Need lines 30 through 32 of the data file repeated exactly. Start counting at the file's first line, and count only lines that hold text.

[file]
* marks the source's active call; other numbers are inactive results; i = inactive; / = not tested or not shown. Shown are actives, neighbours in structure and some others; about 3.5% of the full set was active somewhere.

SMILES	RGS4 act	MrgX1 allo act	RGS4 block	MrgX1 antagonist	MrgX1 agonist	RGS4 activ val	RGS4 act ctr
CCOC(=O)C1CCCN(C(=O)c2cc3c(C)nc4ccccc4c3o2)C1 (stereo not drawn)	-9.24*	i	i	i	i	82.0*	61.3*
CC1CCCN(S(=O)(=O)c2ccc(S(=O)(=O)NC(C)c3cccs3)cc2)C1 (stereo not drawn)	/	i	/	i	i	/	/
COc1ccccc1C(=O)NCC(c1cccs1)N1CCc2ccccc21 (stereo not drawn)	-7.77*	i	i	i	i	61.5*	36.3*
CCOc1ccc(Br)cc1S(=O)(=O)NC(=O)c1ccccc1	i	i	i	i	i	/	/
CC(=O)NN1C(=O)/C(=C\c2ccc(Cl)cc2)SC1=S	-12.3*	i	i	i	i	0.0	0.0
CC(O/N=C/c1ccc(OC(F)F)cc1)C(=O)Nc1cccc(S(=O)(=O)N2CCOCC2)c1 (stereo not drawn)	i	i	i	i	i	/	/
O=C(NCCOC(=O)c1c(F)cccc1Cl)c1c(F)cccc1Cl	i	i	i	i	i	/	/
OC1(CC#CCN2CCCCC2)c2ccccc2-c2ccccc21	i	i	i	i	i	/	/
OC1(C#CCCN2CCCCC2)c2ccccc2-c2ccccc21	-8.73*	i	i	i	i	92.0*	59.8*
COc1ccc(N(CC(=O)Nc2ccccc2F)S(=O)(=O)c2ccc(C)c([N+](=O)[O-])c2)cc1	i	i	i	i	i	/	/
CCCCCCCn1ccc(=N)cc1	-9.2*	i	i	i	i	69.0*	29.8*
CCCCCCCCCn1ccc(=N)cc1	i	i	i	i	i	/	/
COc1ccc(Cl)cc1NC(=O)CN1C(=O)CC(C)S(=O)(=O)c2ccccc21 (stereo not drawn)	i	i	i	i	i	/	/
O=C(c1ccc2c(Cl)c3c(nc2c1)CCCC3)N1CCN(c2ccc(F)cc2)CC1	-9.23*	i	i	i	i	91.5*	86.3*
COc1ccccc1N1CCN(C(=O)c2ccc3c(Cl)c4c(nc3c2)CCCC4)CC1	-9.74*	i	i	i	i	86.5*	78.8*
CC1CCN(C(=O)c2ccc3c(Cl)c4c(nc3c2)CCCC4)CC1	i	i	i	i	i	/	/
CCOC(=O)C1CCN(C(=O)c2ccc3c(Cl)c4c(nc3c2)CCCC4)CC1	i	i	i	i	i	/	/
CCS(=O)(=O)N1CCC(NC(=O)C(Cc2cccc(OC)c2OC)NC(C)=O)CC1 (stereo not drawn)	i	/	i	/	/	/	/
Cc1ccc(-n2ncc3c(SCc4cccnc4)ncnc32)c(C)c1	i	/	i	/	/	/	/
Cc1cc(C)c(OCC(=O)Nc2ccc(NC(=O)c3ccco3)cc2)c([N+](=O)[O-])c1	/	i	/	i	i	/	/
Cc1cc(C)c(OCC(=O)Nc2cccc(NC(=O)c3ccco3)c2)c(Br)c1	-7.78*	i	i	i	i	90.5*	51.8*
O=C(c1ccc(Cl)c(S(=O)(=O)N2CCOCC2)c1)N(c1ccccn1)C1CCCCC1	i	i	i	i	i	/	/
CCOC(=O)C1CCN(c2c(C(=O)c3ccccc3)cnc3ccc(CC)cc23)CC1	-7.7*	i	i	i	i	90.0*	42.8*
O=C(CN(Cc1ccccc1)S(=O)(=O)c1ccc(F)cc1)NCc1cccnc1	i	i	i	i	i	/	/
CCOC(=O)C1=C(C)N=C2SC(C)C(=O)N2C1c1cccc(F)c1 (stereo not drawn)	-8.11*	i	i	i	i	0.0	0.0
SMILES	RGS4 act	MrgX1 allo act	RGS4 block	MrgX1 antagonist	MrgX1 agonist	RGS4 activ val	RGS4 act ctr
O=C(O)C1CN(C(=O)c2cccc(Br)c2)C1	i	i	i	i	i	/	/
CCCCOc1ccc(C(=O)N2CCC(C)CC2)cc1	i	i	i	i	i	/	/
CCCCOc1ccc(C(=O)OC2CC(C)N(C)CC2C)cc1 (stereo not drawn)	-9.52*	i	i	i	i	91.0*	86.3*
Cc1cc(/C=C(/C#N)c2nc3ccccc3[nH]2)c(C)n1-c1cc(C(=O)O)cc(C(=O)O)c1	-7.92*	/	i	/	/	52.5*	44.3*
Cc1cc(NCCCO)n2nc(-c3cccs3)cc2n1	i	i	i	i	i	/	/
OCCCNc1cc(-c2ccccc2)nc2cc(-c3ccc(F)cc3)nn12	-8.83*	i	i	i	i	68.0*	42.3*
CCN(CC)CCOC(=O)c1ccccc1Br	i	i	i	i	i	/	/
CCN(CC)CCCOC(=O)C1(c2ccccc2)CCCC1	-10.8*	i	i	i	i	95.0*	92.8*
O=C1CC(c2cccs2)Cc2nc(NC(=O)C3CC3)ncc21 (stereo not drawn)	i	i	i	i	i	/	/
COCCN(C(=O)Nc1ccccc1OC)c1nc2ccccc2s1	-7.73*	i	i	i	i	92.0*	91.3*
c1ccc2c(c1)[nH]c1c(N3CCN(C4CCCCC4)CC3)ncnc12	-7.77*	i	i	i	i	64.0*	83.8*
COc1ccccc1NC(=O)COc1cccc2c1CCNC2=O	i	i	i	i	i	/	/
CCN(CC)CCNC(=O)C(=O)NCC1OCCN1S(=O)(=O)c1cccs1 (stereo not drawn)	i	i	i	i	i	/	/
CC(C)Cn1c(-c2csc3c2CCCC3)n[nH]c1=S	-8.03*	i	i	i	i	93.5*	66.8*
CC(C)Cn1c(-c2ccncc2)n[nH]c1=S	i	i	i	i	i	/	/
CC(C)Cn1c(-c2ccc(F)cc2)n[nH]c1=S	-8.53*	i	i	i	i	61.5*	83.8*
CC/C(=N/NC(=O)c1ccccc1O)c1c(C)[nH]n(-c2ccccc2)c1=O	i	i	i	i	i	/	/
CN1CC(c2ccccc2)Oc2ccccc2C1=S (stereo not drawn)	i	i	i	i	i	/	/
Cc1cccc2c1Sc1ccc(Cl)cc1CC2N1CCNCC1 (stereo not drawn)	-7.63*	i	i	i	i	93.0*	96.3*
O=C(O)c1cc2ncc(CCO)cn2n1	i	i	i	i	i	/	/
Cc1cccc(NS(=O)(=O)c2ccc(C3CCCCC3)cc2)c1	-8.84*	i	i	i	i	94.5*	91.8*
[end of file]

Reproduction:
CCCCOc1ccc(C(=O)N2CCC(C)CC2)cc1	i	i	i	i	i	/	/
CCCCOc1ccc(C(=O)OC2CC(C)N(C)CC2C)cc1 (stereo not drawn)	-9.52*	i	i	i	i	91.0*	86.3*
Cc1cc(/C=C(/C#N)c2nc3ccccc3[nH]2)c(C)n1-c1cc(C(=O)O)cc(C(=O)O)c1	-7.92*	/	i	/	/	52.5*	44.3*